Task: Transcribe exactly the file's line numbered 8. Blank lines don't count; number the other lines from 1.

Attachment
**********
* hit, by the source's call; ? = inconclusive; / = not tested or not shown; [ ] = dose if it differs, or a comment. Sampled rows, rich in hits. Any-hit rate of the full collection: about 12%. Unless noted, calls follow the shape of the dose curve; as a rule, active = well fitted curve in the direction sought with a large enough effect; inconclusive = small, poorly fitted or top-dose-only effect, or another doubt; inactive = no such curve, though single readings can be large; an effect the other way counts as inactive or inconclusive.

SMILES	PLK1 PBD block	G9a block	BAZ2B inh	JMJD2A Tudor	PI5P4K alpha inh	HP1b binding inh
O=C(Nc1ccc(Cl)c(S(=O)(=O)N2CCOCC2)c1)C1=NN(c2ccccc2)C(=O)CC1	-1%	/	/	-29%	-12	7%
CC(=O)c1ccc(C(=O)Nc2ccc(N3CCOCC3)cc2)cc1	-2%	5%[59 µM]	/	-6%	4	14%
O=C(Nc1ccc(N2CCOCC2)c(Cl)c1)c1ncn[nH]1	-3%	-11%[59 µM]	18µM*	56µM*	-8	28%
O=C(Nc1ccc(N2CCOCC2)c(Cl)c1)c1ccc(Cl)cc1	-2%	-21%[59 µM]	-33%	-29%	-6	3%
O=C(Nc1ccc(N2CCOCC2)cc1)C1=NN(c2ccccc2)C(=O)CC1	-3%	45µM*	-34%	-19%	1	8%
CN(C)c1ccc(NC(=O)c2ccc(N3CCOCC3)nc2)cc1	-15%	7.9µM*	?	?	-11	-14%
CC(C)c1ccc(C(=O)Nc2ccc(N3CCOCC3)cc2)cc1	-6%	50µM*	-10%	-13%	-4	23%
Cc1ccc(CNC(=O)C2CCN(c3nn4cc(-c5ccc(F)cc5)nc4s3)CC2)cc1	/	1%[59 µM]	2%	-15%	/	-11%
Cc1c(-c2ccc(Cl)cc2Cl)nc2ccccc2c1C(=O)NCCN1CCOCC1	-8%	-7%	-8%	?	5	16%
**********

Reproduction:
CN(C)c1ccc(NC(=O)c2ccc(N3CCOCC3)nc2)cc1	-15%	7.9µM*	?	?	-11	-14%